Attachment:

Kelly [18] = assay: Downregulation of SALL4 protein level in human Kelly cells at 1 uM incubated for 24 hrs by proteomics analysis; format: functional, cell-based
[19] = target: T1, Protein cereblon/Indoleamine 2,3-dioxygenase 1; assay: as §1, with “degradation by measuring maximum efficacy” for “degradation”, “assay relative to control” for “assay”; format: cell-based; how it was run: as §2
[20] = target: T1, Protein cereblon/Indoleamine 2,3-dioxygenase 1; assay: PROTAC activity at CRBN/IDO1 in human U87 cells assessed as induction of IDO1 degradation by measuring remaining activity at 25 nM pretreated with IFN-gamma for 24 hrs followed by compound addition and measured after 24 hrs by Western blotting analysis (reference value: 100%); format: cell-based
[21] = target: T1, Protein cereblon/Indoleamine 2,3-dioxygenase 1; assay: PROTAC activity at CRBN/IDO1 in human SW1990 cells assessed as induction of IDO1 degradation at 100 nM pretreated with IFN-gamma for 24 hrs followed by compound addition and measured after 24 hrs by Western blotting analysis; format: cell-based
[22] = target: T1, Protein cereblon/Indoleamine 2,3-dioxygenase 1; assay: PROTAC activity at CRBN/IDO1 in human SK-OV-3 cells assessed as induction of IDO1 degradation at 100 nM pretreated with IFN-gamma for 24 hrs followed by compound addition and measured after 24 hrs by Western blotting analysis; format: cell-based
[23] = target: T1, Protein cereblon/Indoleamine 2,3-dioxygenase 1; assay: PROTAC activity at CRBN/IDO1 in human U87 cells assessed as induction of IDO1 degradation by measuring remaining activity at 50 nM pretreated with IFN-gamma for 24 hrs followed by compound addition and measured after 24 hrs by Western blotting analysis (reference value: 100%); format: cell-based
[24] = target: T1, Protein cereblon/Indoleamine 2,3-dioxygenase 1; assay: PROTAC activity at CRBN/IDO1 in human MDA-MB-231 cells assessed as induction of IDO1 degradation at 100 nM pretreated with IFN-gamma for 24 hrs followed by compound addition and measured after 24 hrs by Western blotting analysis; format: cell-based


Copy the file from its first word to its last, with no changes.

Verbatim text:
Kelly [18] = assay: Downregulation of SALL4 protein level in human Kelly cells at 1 uM incubated for 24 hrs by proteomics analysis; format: functional, cell-based
[19] = target: T1, Protein cereblon/Indoleamine 2,3-dioxygenase 1; assay: as §1, with “degradation by measuring maximum efficacy” for “degradation”, “assay relative to control” for “assay”; format: cell-based; how it was run: as §2
[20] = target: T1, Protein cereblon/Indoleamine 2,3-dioxygenase 1; assay: PROTAC activity at CRBN/IDO1 in human U87 cells assessed as induction of IDO1 degradation by measuring remaining activity at 25 nM pretreated with IFN-gamma for 24 hrs followed by compound addition and measured after 24 hrs by Western blotting analysis (reference value: 100%); format: cell-based
[21] = target: T1, Protein cereblon/Indoleamine 2,3-dioxygenase 1; assay: PROTAC activity at CRBN/IDO1 in human SW1990 cells assessed as induction of IDO1 degradation at 100 nM pretreated with IFN-gamma for 24 hrs followed by compound addition and measured after 24 hrs by Western blotting analysis; format: cell-based
[22] = target: T1, Protein cereblon/Indoleamine 2,3-dioxygenase 1; assay: PROTAC activity at CRBN/IDO1 in human SK-OV-3 cells assessed as induction of IDO1 degradation at 100 nM pretreated with IFN-gamma for 24 hrs followed by compound addition and measured after 24 hrs by Western blotting analysis; format: cell-based
[23] = target: T1, Protein cereblon/Indoleamine 2,3-dioxygenase 1; assay: PROTAC activity at CRBN/IDO1 in human U87 cells assessed as induction of IDO1 degradation by measuring remaining activity at 50 nM pretreated with IFN-gamma for 24 hrs followed by compound addition and measured after 24 hrs by Western blotting analysis (reference value: 100%); format: cell-based
[24] = target: T1, Protein cereblon/Indoleamine 2,3-dioxygenase 1; assay: PROTAC activity at CRBN/IDO1 in human MDA-MB-231 cells assessed as induction of IDO1 degradation at 100 nM pretreated with IFN-gamma for 24 hrs followed by compound addition and measured after 24 hrs by Western blotting analysis; format: cell-based